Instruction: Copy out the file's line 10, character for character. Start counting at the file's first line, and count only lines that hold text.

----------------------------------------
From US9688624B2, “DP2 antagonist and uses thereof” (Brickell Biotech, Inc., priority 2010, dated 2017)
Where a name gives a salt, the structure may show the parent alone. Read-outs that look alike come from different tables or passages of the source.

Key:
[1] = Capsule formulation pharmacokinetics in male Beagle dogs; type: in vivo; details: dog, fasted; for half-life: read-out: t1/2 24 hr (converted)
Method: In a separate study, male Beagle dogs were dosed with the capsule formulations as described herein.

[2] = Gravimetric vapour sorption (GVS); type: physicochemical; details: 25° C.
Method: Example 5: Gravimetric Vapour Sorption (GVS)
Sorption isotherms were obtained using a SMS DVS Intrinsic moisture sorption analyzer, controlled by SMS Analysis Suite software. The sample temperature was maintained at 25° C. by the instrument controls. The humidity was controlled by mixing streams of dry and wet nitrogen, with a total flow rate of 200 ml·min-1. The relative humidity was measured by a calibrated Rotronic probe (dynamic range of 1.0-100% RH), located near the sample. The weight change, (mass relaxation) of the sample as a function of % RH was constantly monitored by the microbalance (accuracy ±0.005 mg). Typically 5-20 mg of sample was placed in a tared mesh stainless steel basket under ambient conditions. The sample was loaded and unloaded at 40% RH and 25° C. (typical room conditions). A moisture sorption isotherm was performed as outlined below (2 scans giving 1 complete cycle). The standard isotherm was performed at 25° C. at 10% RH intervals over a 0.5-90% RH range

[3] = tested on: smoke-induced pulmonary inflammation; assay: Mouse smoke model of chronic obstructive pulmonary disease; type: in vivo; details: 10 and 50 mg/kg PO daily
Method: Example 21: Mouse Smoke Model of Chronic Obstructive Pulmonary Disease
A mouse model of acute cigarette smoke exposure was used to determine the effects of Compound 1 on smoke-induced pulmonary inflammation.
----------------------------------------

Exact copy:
Method: Example 21: Mouse Smoke Model of Chronic Obstructive Pulmonary Disease